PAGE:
Staffing issues continue to plague Alabama nursing homes
Alabama is coming out of the COVID-19 pandemic, and with vaccinations up and cases down, nursing home residents are safer from the novel coronavirus now than they’ve been at any point since the pandemic started. However, the pandemic has also exposed a critical weakness in the nursing home system: understaffing.
This is not a new issue, as any nursing home abuse and neglect attorney can tell you. It has been a chronic problem in the industry for many years. However, in a tough labor market, as Alabama workers’ priorities shift, it has become more difficult than ever for senior living facilities to find adequate staff.
Too often, in an understaffed facility, it’s residents who suffer.
The role of understaffing in nursing home neglect
Caring for nursing home residents is labor-intensive work. Residents need to be served meals and monitored when eating, given all their medications at the right time, bathed, changed, and otherwise provided with hands-on care. In an understaffed facility, there simply aren’t enough hands to get all this work done, leading to neglect.
In our practice, we’ve seen residents who developed infections because they weren’t being bathed, changed, or turned in bed. We’ve seen cases of malnutrition because residents weren’t monitored without eating and injuries that went untreated because no one was checking on the residents’ health. The consequences of such negligence can be severe, even fatal.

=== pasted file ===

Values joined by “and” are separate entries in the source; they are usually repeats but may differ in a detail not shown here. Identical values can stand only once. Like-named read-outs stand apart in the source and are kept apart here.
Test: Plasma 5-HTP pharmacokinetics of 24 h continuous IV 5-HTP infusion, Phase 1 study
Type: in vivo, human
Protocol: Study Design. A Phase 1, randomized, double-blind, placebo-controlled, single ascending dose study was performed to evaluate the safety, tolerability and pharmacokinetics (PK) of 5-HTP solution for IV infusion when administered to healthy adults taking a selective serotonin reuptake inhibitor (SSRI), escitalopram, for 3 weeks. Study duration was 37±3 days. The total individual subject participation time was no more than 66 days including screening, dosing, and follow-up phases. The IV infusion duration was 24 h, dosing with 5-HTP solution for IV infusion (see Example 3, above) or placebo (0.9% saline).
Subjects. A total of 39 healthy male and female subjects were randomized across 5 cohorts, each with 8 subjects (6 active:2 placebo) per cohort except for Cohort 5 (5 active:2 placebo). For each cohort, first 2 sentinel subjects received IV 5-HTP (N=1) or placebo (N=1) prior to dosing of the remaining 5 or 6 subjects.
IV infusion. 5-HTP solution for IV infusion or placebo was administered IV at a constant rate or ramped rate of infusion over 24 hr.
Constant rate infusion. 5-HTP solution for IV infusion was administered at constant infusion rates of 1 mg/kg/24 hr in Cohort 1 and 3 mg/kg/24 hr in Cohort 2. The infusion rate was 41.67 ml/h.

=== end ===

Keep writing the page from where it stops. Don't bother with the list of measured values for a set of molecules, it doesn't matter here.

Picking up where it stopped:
Just as importantly, facilities without enough staff tend to allow the physical space itself to fall into disrepair. Dim lighting and trip hazards can lead to falls and broken bones. Security, too, may be allowed to lapse, which can lead to visitor-on-resident or resident-on-resident abuse.
Abuse can also fester in understaffed nursing homes
While most nursing home staff genuinely have the interests of residents at heart, there are some who do residents harm – and in an understaffed facility, it is much easier for an abusive staff member to fly under the radar. Facilities that are desperate for employees may cut corners in the hiring process, failing to conduct background checks or ignoring red flags. Staff may not be supervised or monitored well, allowing them to harm residents without consequences.
In the dysfunctional environment of an understaffed facility, with high turnover and stressed-out staff members constantly on edge, residents’ health and safety are at risk. Even in a difficult labor market, there is no excuse for nursing homes to cut corners on resident care. Under both Alabama and federal law, they need sufficient staff to take care of our elders, and if they don’t, they need to be held accountable.
If your loved one has been harmed in a nursing home, understaffed or otherwise, then your family has legal recourse. We can help. Contact us today to schedule your free consultation with an experienced nursing home abuse and neglect lawyer at Braswell Murphy, LLC.